Franks is simply incorrect that Rule 803(6) requires that the witness testifying to the documents have personal knowledge of their preparation.3 "Foundation under the business record exception to the hearsay rule may be supplied by a custodian of records or 'other qualified' witness who has no personal knowledge regarding the creation of the document." United States v. Kail, 804 F.2d 441, 448 (8th Cir.1986). Thus, in United States v. Pfeiffer, 539 F.2d 668, 670-71 (8th Cir.1976), we rejected as without merit the argument that delivery invoices were improperly admitted "because there was no foundation laid by persons having knowledge of the preparation of the receipts." Rather, Rule 803(6) is satisfied if the custodian "demonstrates that a document has been prepared and kept in the course of a regularly conducted business activity." Id. at 671. The delivery invoices in Pfeiffer were properly admitted even though the testifying witness had no personal knowledge of their preparation. Accord United States v. Page, 544 F.2d 982, 986-87 (8th Cir.1976) (auto lease properly admitted under 803(6); "it is unnecessary that the identification witness have personal knowledge of the actual creation of the document"); United States v. Keplinger, 776 F.2d 678, 693 (7th Cir.1985) (Rule 803(6) does not require that "qualified witness" personally participate in creation of documents or "even know who actually recorded the information"), cert. denied, 476 U.S. 1183, 106 S.Ct. 2919, 91 L.Ed.2d 548 (1986). A contrary rule, requiring the testimony of the person who prepared the records, would eviscerate the business records exception. Id. at 694.
Thus, it does not matter that McGlothin was unable to say which Federal Express employees prepared the delivery records and airbills. Rather, McGlothin, a custodian or other qualified witness within the meaning of Rule 803(6), testified to the requirements of the rule: that the records were made at the time of delivery; that they were kept in the course of a regularly conducted activity; and that it was the regular practice of Federal Express to make the records. See Rule 803(6). We think that this foundation provides sufficient guarantees that the documents were in fact prepared by Federal Express employees. The district court did not abuse its discretion in admitting the records.
Nor did their admission, as Franks argues, violate her confrontation rights even though they satisfied the requirements of Rule 803(6). "Firmly rooted exceptions to the hearsay rule do not violate the confrontation clause." United States v. Baker, 855 F.2d 1353, 1360 (8th Cir.1988) (citing Bourjaily v. United States, 483 U.S. 171, 182-83, 107 S.Ct. 2775, 2782-83, 97 L.Ed.2d 144 (1987); Ohio v. Roberts, 448 U.S. 56, 66, 100 S.Ct. 2531, 2539, 65 L.Ed.2d 597 (1980)), cert. denied, 490 U.S. 1069, 109 S.Ct. 2072, 104 L.Ed.2d 636 (1989). We held in Baker that documents properly admitted under the business records exception--a firmly rooted exception--do not violate the confrontation clause.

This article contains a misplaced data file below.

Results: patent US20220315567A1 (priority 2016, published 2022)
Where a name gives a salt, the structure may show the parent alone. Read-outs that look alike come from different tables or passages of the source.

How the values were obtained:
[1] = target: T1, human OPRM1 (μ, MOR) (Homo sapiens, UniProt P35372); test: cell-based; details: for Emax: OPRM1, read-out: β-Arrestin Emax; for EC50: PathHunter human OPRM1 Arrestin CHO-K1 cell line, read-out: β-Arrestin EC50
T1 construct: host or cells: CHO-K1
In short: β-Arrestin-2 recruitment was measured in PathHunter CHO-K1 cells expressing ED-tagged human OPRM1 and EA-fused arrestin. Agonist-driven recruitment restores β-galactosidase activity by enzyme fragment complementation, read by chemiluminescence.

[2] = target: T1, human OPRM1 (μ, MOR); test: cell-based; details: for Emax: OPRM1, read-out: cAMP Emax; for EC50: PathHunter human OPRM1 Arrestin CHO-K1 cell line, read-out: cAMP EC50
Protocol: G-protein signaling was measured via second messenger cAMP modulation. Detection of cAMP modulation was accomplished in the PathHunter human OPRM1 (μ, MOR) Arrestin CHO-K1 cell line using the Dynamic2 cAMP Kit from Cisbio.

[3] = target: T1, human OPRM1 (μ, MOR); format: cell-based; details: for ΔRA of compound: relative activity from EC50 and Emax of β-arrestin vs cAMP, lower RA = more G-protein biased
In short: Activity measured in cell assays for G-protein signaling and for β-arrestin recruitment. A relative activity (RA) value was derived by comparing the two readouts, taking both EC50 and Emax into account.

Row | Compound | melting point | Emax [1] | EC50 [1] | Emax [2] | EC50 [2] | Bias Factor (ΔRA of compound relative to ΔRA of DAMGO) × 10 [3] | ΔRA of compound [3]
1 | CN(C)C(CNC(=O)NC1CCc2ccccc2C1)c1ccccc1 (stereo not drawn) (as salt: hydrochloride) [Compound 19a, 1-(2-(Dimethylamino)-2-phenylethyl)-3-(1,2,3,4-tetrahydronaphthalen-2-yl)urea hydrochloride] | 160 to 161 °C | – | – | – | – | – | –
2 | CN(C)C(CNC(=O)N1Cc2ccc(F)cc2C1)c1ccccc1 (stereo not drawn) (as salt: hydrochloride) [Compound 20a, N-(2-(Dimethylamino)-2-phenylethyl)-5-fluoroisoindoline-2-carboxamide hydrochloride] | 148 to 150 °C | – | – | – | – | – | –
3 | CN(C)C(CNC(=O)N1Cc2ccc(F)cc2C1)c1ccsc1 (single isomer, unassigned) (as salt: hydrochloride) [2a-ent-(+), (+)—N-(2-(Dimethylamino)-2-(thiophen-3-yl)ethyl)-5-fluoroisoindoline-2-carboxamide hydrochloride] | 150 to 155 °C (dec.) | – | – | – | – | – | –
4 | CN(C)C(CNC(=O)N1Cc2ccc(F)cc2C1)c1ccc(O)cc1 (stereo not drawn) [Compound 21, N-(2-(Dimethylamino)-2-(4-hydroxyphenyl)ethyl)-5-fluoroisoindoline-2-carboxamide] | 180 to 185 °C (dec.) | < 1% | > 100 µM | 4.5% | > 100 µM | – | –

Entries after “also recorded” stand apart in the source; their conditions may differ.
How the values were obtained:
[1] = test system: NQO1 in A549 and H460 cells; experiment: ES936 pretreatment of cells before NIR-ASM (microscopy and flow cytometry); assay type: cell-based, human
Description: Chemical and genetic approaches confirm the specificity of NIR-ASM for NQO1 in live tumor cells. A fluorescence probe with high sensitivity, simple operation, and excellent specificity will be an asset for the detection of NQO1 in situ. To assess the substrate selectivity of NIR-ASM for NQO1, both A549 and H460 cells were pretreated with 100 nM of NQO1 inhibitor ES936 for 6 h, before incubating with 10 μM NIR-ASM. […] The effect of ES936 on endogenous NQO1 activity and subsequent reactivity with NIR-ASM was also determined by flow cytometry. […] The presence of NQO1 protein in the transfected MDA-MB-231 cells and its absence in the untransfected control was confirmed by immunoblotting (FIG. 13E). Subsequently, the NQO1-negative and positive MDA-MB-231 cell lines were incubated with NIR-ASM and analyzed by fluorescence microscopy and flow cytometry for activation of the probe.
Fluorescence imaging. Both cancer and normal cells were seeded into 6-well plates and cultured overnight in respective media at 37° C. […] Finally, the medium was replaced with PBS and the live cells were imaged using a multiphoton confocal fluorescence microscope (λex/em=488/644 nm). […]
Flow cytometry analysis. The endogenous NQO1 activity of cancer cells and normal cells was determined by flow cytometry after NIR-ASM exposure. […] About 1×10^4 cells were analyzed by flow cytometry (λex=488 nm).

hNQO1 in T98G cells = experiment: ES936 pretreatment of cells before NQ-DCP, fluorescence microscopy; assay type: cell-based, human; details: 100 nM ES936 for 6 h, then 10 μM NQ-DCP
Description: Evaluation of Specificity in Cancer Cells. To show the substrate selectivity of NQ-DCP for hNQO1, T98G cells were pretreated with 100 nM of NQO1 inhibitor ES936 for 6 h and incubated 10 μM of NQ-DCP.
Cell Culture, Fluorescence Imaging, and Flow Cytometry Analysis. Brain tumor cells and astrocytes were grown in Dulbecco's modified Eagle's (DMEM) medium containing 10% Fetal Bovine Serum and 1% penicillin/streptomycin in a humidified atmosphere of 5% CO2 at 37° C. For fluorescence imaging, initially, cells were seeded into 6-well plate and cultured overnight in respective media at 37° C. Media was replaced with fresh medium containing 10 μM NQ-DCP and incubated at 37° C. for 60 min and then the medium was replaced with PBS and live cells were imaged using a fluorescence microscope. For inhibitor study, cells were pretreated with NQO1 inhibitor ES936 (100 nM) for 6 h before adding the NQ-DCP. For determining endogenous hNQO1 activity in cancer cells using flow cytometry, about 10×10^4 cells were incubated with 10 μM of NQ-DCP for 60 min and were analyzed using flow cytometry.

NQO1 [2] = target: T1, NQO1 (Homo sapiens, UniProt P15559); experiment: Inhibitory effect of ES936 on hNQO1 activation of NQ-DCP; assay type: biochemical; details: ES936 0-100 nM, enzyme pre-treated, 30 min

We have carefully considered Franks's other arguments on appeal and find them to be without merit. The judgment of the district court is affirmed.
The Honorable Earl R. LARSON, Senior United States District Judge for the District of Minnesota, sitting by designation
It does not appear from the record that the jury was told that the signature "Janet Franks" appeared on the delivery records. While counsel for the government asked that question, it was not answered. See Trial Transcript at 174-75. On cross-examination, McGlothin agreed that "there is no real way to tell the identity of the person that signs for the package." Id. at 176
See Reply Brief for Appellant at 4 ("The evidence elicited regarded how the physical records are stored, not who wrote the names and addresses contained on the mailing labels and delivery records."). By contrast, counsel objected at trial that "[t]here is no foundation at this stage that the documents are authentic or in fact signed or received by Janet Franks." Trial Transcript at 161. We have implicitly addressed counsel's trial objection on foundation in the double-hearsay discussion above
Rule 803(6) provides for admission of a record "made at or near the time by, or from information transmitted by, a person with knowledge, if kept in the course of a regularly conducted business activity, and if it was the regular practice of that business activity to make the ... record ..., all as shown by the testimony of the custodian or other qualified witness."